So you want to get a pet bird…

A pair of scarlet macaws

Birds make wonderful companions, since they are such social and vocal animals. However, there are some considerations that every new bird owner should make before deciding to take on a lifelong, feathery companion. Yes, birds can live a long time, so owning a bird is a long-term, sometimes even lifelong commitment! Smaller species such as budgies and cockatiels can live for 20 years, while larger parrot species can live up to 50 years. Additionally, birds tend to have extremely social natures, and can therefore, develop self-destructive or aggressive behavioral problems if they are not adequately socialized.

Different species of birds have varying needs, and depending on your lifestyle, one type of bird may be a much better option for you than another. So before you purchase the toys, bird seed, and housing, you have to decide on which bird you’d like to make your companion. Here are some common pet bird species and some things you should consider before you choose the bird that you want to share your home with.

A pair of wild budgerigars

Budgerigars and cockatiels are, by far, the best companions for novice birders, due largely to their small size and ease of care. They are very clever and social birds, and a lot of fun.

Budgerigars (budgies) are the most abundant psittacine species in the world. Originally from Australia, these small birds are generally easy to keep. Their needs are easily met in captivity, and they tend to be great pets. Adult males have blue ceres (the fleshy covering just above their beak that includes nostrils), while adult females have tan colored ceres.

Cockatiels are the smallest of all the cockatoo species. They have a characteristic, movable crest on their head. Also from Australia, these birds are highly social and often live in large, nomadic flocks in the wild. Like the budgie, their needs are easily met in captivity. Because of their gregarious nature, they bond and interact with humans very well and tend to be great pets. Adult females are grey in color, while adult males have a yellow face with a grey body. Females have a tendency to become chronic egg layers, but be advised that you should not remove the eggs. These birds have a feedback mechanism that tells them to brood over a clutch of eggs and to stop further egg laying, but if the eggs are constantly being removed, the hen continues to lay them, resulting in depleted calcium reserves. Also, sexual activity in these birds can be stimulated by dark nesting places or mushy food, which can sometimes lead to aggression.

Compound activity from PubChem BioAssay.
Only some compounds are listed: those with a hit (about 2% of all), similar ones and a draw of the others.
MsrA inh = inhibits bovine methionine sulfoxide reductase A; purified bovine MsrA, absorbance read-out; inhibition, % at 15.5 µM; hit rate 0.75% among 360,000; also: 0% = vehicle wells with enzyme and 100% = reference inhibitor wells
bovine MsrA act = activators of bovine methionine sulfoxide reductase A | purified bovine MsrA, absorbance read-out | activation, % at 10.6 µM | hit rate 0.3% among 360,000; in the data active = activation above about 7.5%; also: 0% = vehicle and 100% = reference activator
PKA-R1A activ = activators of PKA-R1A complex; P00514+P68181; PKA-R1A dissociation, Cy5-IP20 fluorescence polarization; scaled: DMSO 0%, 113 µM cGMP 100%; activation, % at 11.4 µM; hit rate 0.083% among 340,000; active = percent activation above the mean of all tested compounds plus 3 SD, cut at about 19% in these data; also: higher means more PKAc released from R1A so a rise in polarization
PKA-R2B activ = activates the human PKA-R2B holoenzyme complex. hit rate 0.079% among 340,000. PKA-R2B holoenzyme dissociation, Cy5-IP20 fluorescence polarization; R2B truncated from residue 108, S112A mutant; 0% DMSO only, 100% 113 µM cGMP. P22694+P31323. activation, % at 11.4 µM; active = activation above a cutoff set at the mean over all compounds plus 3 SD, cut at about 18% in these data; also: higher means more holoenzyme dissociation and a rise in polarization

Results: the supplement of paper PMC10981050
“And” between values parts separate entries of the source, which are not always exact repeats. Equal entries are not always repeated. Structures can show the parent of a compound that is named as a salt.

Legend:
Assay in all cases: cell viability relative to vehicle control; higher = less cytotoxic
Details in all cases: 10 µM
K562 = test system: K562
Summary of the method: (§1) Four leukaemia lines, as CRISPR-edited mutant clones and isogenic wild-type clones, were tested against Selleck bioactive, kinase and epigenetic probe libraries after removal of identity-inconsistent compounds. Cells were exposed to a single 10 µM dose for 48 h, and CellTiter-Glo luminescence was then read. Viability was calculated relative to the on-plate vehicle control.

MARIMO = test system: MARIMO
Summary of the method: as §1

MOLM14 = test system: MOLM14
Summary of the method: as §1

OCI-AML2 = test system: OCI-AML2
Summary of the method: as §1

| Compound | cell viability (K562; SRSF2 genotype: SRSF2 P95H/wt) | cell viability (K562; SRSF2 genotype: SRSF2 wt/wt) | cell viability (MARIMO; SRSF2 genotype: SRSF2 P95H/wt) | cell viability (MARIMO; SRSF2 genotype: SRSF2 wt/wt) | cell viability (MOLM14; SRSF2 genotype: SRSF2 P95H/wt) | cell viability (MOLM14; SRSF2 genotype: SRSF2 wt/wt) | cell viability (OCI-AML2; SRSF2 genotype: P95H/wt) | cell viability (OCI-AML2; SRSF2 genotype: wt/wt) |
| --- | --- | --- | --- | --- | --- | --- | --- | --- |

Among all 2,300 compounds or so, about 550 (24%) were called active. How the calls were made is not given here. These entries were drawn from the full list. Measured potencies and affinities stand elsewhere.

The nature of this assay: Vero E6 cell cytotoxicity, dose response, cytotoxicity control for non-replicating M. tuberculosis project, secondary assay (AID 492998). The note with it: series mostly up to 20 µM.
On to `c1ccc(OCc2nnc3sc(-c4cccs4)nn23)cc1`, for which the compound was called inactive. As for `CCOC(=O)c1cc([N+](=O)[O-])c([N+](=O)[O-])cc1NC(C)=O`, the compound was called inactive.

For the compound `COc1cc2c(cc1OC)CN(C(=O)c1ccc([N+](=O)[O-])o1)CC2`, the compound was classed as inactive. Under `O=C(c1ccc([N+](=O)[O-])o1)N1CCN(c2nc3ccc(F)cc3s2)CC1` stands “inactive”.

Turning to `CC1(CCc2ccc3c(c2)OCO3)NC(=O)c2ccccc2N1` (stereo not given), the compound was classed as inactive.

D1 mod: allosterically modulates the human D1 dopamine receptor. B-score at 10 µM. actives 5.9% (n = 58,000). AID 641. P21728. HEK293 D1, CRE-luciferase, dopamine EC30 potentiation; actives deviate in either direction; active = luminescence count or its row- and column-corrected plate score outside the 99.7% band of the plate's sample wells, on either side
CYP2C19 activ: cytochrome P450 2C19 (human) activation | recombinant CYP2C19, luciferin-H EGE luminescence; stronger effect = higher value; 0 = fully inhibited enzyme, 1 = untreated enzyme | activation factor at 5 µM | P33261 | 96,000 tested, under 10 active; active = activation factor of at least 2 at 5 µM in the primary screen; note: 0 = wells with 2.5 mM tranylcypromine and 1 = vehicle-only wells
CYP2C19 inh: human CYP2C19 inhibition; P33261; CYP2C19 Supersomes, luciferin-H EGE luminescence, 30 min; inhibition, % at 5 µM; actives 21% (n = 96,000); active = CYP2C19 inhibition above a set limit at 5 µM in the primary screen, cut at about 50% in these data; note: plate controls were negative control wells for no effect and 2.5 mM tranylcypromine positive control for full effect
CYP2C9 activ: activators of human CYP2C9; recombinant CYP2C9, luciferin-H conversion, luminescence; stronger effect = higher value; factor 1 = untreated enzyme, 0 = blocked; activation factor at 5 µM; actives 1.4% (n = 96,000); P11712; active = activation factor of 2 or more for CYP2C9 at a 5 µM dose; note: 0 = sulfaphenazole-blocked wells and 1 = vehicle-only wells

Sulfur-crested cockatoo

Cockatoos are both much larger and louder than cockatiels. There are about 30 different species of cockatoos, each with their own characteristics. Generally speaking, these birds form very close pair bonds, and their highly social nature can make them more difficult to care for in captivity. They are very smart, and can learn that loud vocalizations result in receiving attention, making them one of the most commonly relinquished pet bird species. Cockatoos may also develop some negative behaviors, such as feather picking. Also, if someone in the household has allergies, be aware that these birds tend to have lots of powder down feathers, which can produce a lot of dust.

Conures are a group of small to medium sized parrots, but don’t let their small stature fool you, it is not representative of their volume. These birds are very loud, and, like the cockatoos, are also often given up within the first year of ownership.

Eclectus parrots and lovebirds tend to have more aggressive females than males. Wild female eclectus parrots are typically the birds that defend the nesting cavity, while the males forage and bring back food. Hence, the hens tend to be more dominant and aggressive than the males. Lovebirds in general tend to be aggressive towards other bird species as well, so avoid keeping them together with other bird species.

Amazon parrots are intelligent, outgoing species. Potential amazon owners should be aware that male amazons, around the time of sexual maturity and each subsequent breeding season (springtime), can become aggressive. They can also be aggressive when stressed. African grey parrots, on the other hand, are a more introspective species, and when they are stressed, tend to develop self destructive behaviors, such as feather plucking/destruction, rather than become aggressive towards other animals and people.

Macaws are the largest of the parrot species. They are highly intelligent and full of energy, which can make them a challenging pet for an inexperienced bird handler. They also have a very strong bite, so housing and toys need to be selected carefully.

An African grey parrot